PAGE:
Pioneer life in the Benton Co. WA area
Hunting Was Tough But Fruitful in the Old Days
By BURTON 0. LUM
Tri-City Herald, Sunday, October 23, 1960, page 8.
The early day Settlers always used the weather to their best advantage. Therefore, in the winter if the weather should become severely cold, freezing everything solid, they would go duck and goose hunting. Their game would freeze stiff and keep until a thaw came. Crab Creek, near the present city of Moses Lake, was one of the favorite hunting grounds for the hunters of the Tri-City region.
A light Rushford wagon with wild hay into which the hunters could nestle to keep warm, was drawn by four fast horses. Leaving Kennewick very early in the morning, Crab Creek would be reached late at night. The horses were really hightailed. They would have plenty of time to rest and eat hay while the shooting was in progress. A hunting party consisted of five or six congenial souls. Each hunter brought a couple of rifles, one a small bore and one a large bore, also his favorite shotgun. The ammunition for the shotguns was hand loaded. Each hunter loaded the shells to suit his particular fancy. He would discuss at great length why his ammunition was the best. The wives of the hunters vied with each other on the lunches they put up for their men. The only food the hunters prepared was bacon, eggs, and coffee. Large fires were kept burning near the camp to keep man and beast warm.
The fourteen foot skiff they had brought could only be used where the current of the stream was swift enough to keep the ice from forming. The shooting lasted for a period of four or five days, in which time the hunters secured enough game to supply themselves and neighbors. The hunters were always anxious to secure sufficient game in as short a time as possible because they must get back home before a thaw would start and ruin everything. (There was no dry ice in these Early Days.)
The trip home was always somewhat tiresome. Everyone would be sleepy. Each hunter took his turn driving the four horses while the rest of the party dozed. The following morning every school child of the hunter's took a frozen goose and duck to some neighbor and more to the school house for other school children to take home. I remember taking two frozen geese and two frozen ducks to the new Episcopal Rector whose place was on my path to school. His wife hung the birds on their clothes line. Day after day as I passed the place the birds were still hanging on the clothes line. I made a report to my parents each night concerning it. Finally a thaw came and the birds were gone. Several weeks afterwards the Rector's wife called on mother and thanked her for the geese and ducks, and explained to mother that they were English. They liked their fowl "a bit high." She had left the birds hanging too long "So everything was lovely but the goose had hung too high."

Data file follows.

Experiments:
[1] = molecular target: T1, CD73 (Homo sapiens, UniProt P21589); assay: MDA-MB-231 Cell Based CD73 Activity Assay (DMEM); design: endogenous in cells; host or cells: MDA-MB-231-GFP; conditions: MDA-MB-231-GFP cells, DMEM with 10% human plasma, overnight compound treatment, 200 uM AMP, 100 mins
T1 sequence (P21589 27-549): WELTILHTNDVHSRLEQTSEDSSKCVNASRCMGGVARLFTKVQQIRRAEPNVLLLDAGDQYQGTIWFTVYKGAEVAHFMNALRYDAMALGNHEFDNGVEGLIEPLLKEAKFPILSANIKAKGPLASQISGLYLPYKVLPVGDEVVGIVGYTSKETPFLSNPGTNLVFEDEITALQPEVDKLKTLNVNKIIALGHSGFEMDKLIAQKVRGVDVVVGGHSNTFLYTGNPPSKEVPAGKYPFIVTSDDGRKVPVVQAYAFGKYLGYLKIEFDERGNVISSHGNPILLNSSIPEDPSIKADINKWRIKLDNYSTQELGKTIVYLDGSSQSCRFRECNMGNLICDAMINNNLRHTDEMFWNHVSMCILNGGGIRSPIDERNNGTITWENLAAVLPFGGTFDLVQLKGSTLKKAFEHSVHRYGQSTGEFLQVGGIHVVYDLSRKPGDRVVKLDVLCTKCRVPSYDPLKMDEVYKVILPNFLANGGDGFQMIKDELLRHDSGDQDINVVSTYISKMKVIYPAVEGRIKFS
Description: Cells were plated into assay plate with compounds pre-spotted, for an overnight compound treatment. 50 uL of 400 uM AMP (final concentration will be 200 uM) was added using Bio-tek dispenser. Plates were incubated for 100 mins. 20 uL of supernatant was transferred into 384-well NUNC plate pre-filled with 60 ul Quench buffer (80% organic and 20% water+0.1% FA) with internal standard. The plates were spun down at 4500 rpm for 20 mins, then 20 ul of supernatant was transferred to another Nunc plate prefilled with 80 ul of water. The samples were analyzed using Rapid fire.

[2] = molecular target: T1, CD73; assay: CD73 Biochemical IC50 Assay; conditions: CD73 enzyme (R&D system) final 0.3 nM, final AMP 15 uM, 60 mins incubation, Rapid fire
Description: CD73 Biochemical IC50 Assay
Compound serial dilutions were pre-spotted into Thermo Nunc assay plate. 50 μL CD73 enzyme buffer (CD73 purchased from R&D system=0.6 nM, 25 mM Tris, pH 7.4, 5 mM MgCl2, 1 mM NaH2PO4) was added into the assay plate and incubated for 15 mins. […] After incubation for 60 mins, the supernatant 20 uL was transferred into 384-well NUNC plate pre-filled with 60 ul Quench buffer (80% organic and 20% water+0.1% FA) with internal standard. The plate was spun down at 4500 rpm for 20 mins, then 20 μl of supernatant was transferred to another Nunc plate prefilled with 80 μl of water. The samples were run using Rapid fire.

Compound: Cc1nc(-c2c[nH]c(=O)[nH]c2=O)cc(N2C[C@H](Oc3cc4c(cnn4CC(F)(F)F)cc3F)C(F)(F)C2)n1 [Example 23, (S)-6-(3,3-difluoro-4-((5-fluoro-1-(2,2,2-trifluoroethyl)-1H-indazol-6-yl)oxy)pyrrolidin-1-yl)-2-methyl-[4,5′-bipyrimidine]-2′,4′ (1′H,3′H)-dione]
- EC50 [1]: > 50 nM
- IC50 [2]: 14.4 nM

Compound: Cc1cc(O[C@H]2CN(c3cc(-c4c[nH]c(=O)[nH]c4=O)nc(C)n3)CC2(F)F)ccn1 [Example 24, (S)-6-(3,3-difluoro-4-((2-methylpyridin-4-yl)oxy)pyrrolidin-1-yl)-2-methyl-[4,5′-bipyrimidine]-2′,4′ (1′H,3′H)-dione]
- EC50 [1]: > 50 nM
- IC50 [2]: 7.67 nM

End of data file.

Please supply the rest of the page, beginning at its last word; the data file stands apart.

The assets of the hunt were not limited to food alone. The feathers and down from the fowls were gladly received by the women folks to renovate and make new feather beds. (There were no foam rubber mattresses in these early days). A good bed then consisted of a tick filled with clean wheat straw on which was placed a feather tick, then a blanket or sheet on which one slept covered by a sheet or blanket, another feather tick, comforter and quilt.The bed pillows were usually filled with duck feathers. The goose fat was rendered into goose grease which was used for different homemade salves and ointments. Goose quills were also made into writing pens. The beautiful breasts of the mallard and other ducks were often skinned and tanned, then fashioned into stunning caps and hats by the women folks.
These hunting trips were quite strenuous but the Early Day Settlers were a sturdy race. They enjoyed the shooting and listening to each others stories. They made their own amusement. There were no electric lights, telephones, phonographs, radios, televisions, automobiles, airplanes, 'copters, improved roads or service stations. Yet these Early Day Settlers had a plenty of a few things such as, plenty of room.Return to Index of Burton Lum Articles